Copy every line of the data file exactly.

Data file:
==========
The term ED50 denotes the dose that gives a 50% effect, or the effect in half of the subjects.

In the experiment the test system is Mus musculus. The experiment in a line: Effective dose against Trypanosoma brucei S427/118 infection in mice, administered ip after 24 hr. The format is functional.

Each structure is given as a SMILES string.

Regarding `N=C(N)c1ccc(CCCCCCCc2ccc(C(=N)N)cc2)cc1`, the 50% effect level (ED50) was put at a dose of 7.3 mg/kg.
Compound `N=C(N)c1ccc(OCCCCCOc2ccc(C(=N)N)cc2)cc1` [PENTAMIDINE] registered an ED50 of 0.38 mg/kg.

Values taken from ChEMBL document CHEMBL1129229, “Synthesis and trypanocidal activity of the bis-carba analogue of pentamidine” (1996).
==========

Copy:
The term ED50 denotes the dose that gives a 50% effect, or the effect in half of the subjects.

In the experiment the test system is Mus musculus. The experiment in a line: Effective dose against Trypanosoma brucei S427/118 infection in mice, administered ip after 24 hr. The format is functional.

Each structure is given as a SMILES string.

Regarding `N=C(N)c1ccc(CCCCCCCc2ccc(C(=N)N)cc2)cc1`, the 50% effect level (ED50) was put at a dose of 7.3 mg/kg.
Compound `N=C(N)c1ccc(OCCCCCOc2ccc(C(=N)N)cc2)cc1` [PENTAMIDINE] registered an ED50 of 0.38 mg/kg.

Values taken from ChEMBL document CHEMBL1129229, “Synthesis and trypanocidal activity of the bis-carba analogue of pentamidine” (1996).